TOKYO -- Say the words "public toilet" in most countries, and the reaction you will get is likely one of mild distaste, if not outright disgust. Less so in famously fastidious Japan, where public toilets are smartening up ahead of the Tokyo Summer Olympics.
Toll road operator Central Nippon Expressway in late December installed 20 toilets (10 in either direction) at the Ebina Service Area on the Tomei Expressway that can measure drivers' fatigue and let them know when it's time to take a break. When the person sits down, sensors in the seat take a pulse. The technology first appeared in nursing homes and hospitals.
People doing their business at the rest stop southwest of Tokyo can push a button to measure their heart rate. The "diagnosis" takes about a minute. A green screen indicates the driver is good to go. Yellow indicates the driver is "a bit tired" and should probably take a break. Red means the driver is tired and needs rest.
"It is helpful that the toilet can measure how tired I am. Maybe I need some more rest," said one 50-something driver who used the high-tech throne.
"We hope the toilets will help drivers better understand their physical condition and drive safely," said a Central Nippon Expressway representative in Yokohama.
Last August, Japanese sanitary fittings maker Toto, which is well known for its Washlet toilets, opened remodeled public restrooms near Itsukushima Shrine in Hatsukaichi, Hiroshima Prefecture.
The number of toilets near the World Heritage Site was increased from four to 26, and there are toilets for children and wheelchair users. Women's stalls are more spacious, letting them wash their hands inside the stall. The toilets are also multilingual. Tourists can get directions on how to use the washing functions on a monitor inside the stall in five languages: Japanese, English, French, Chinese or Korean.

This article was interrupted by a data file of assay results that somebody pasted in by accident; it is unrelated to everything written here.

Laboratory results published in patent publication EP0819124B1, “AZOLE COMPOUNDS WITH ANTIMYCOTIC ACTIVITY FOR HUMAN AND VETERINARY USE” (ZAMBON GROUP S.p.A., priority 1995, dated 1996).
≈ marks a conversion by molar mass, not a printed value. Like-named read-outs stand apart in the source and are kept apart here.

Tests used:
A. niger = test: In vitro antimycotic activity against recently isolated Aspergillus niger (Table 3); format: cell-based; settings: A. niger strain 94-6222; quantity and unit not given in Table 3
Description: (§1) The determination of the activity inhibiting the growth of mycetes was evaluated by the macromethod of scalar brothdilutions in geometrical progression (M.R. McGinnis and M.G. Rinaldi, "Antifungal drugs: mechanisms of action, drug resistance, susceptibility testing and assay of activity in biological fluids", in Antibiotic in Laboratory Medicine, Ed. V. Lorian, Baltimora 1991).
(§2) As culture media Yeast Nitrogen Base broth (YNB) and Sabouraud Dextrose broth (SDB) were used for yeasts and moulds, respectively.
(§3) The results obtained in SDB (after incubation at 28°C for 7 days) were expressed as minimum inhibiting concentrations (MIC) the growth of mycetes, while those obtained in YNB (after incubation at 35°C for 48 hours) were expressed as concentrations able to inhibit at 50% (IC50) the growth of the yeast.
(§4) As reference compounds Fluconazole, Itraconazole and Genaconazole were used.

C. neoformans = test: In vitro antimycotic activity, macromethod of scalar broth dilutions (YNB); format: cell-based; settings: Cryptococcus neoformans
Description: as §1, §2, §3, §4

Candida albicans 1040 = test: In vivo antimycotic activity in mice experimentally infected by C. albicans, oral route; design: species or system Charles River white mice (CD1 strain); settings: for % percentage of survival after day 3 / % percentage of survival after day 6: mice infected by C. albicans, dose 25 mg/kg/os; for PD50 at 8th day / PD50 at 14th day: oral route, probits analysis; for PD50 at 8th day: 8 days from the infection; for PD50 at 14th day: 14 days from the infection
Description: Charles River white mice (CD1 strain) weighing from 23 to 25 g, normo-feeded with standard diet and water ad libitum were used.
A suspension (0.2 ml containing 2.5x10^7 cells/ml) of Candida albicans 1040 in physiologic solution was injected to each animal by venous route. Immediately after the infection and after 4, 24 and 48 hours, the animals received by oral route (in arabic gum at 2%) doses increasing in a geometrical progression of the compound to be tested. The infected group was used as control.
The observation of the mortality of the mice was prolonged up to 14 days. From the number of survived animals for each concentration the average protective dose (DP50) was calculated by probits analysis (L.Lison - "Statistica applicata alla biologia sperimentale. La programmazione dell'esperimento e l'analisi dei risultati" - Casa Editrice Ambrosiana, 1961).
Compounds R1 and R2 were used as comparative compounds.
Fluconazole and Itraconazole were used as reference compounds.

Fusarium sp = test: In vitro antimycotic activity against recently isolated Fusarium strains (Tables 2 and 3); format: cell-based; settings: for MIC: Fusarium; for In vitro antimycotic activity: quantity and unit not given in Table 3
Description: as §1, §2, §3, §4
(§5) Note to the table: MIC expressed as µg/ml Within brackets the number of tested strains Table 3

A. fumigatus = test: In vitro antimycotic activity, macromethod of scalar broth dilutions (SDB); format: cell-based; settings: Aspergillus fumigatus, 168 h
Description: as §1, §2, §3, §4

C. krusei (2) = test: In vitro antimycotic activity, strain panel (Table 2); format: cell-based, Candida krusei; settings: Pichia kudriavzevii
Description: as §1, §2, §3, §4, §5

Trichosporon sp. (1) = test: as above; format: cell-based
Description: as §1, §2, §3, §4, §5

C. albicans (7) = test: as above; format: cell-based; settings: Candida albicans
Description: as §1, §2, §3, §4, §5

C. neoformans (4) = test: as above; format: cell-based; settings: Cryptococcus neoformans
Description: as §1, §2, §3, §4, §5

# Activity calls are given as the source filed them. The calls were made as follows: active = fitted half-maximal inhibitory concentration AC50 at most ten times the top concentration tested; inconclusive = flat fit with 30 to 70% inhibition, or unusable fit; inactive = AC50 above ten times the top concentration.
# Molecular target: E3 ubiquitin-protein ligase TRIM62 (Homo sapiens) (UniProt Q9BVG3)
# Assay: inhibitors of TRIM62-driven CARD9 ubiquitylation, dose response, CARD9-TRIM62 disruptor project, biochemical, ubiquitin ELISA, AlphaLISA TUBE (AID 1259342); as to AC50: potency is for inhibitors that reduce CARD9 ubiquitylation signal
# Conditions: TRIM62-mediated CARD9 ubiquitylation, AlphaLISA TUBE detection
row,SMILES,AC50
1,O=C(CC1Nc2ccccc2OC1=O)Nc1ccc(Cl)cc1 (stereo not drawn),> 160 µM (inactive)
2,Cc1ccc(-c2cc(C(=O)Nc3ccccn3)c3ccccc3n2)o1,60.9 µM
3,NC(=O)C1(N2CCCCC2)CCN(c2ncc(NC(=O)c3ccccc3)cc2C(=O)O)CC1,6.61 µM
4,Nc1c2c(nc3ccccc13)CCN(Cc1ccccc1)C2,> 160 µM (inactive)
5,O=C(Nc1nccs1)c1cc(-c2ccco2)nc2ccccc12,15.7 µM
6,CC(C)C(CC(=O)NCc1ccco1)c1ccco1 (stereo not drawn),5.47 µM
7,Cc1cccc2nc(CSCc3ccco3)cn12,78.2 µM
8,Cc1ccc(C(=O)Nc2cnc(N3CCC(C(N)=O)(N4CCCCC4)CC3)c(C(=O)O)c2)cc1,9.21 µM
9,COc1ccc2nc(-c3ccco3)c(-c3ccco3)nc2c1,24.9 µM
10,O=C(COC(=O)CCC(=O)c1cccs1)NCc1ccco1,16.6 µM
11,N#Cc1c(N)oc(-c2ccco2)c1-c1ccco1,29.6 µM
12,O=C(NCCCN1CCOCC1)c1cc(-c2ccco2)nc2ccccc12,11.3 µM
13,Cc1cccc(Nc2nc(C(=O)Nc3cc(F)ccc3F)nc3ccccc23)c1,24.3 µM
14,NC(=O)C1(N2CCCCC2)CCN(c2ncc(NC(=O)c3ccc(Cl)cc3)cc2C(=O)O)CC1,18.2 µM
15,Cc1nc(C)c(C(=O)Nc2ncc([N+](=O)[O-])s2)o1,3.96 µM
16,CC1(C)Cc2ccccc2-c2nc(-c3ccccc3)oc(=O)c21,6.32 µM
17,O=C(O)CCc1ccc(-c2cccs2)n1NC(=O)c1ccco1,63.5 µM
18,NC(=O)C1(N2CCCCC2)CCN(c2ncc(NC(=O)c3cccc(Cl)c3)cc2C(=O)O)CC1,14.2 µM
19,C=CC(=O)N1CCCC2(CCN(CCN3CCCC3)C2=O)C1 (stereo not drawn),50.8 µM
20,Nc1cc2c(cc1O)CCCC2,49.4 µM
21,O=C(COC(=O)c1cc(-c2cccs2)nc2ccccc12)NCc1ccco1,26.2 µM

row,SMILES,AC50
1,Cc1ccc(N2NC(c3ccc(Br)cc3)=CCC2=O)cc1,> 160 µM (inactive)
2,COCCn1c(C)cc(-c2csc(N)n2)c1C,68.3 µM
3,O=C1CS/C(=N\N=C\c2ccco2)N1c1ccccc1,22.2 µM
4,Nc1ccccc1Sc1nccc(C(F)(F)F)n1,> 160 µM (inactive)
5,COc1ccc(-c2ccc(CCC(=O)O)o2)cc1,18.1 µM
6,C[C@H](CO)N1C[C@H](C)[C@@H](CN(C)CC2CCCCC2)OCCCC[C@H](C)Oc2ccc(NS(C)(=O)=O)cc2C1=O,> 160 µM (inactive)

Public toilets are being spruced up to meet an expected surge in foreign visitors ahead of the Olympics. Many cities are making their facilities barrier-free in response to the government's call for improvements. Narita Airport, which serves Greater Tokyo, is spending about 5 billion yen ($45.8 million) to upgrade toilets in some 150 locations.
"Ninety-nine percent of public toilets in Japan seem to have been converted to Western-style, seated ones," said a Toto spokesperson.
Public toilets make a lasting impression. According to a survey by Toto, 73% of foreign tourists said clean public toilets improve the image of a place.
"Although public facilities are being improved, outdated toilets will dampen the image," said Atsushi Kato, chairman of Tokyo-based nonprofit group Japan Toilet Labo. The Olympics provide an extra incentive to make toilets more accessible to disabled people and overseas visitors.
Railway operators are also trying to make station lavatories more convenient. While many stations have only one large "multifunction" toilet, Tokyu, a private railway that operates in Greater Tokyo, set up two in Futako-Tamagawa Station. It has made other stalls in the station larger.
Odakyu Electric Railway has begun a service that lets passengers check which stalls are free at three busy stations -- Shinjuku, Shimokitazawa and Yamato -- using a smartphone app, a big help for those getting an urgent call from nature.
Japan's public restrooms have been upgraded in stages. Wheelchair access became common in the late 1990s. Multifunction restrooms began appearing around the turn of the century.
Easing chronic congestion at multifunction toilets is a pressing issue. These are designed to meet the needs of wheelchair users and their families, the elderly, those with special medical needs and sexual minorities. "As a result, multifunction toilets are becoming less accessible for those in need," said Kato of Japan Toilet Labo.
These toilets are crowded because they are the only ones that have tables for changing diapers and litter boxes for those with a colostomy. The Ministry of Land, Infrastructure, Transport and Tourism has responded by promoting upgrades to other types of restroom stalls.